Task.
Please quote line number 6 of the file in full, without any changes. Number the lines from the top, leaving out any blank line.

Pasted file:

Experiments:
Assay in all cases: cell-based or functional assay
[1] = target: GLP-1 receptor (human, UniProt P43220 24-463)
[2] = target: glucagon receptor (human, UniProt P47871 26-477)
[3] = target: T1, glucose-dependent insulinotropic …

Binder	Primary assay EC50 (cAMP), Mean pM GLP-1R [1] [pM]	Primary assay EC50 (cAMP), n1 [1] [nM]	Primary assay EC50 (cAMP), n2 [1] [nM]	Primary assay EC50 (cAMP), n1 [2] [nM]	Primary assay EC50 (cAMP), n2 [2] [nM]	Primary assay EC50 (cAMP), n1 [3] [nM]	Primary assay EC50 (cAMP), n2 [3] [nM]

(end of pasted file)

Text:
Binder	Primary assay EC50 (cAMP), Mean pM GLP-1R [1] [pM]	Primary assay EC50 (cAMP), n1 [1] [nM]	Primary assay EC50 (cAMP), n2 [1] [nM]	Primary assay EC50 (cAMP), n1 [2] [nM]	Primary assay EC50 (cAMP), n2 [2] [nM]	Primary assay EC50 (cAMP), n1 [3] [nM]	Primary assay EC50 (cAMP), n2 [3] [nM]